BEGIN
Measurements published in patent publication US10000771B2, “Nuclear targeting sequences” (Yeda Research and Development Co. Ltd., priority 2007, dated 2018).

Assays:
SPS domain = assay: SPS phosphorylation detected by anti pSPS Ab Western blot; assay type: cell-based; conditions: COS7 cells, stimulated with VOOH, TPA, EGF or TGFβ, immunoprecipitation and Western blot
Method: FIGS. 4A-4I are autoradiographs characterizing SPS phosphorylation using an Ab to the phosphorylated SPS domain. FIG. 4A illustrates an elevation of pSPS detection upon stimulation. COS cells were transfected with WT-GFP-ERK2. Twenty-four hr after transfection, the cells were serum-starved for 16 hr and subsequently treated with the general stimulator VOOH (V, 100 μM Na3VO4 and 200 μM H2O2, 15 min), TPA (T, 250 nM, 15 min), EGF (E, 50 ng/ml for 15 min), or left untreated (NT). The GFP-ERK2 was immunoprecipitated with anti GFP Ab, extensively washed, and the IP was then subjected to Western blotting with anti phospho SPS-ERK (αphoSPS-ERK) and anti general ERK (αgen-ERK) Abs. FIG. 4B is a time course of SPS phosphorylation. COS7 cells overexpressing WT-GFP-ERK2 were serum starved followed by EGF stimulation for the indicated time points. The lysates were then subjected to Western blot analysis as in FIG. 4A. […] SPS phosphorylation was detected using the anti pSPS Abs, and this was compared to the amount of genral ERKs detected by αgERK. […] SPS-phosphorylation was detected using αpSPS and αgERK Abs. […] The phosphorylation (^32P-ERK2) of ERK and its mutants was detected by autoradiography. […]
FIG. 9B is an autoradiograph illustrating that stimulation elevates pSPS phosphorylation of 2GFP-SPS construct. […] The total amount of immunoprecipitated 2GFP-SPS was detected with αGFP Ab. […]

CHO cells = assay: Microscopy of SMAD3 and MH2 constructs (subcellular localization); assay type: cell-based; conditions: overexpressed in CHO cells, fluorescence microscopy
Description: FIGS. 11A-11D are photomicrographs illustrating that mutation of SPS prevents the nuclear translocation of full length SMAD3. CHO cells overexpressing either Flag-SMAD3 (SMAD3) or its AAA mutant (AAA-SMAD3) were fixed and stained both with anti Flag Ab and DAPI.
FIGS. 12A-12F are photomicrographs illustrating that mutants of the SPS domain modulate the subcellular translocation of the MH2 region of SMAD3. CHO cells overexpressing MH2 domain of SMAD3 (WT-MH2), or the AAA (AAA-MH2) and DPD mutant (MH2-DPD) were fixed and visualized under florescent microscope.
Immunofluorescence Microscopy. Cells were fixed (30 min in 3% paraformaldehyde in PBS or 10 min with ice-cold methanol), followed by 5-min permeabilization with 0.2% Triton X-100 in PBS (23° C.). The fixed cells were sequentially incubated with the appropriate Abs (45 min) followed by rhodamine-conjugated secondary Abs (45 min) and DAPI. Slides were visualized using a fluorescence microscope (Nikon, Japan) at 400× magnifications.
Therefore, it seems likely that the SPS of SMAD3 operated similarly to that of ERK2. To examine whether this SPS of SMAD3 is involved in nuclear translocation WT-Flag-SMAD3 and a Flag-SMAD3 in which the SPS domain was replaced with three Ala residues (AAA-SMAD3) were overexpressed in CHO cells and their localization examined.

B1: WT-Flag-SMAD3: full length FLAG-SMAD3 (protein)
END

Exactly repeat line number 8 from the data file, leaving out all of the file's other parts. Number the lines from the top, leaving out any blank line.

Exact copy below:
FIGS. 12A-12F are photomicrographs illustrating that mutants of the SPS domain modulate the subcellular translocation of the MH2 region of SMAD3. CHO cells overexpressing MH2 domain of SMAD3 (WT-MH2), or the AAA (AAA-MH2) and DPD mutant (MH2-DPD) were fixed and visualized under florescent microscope.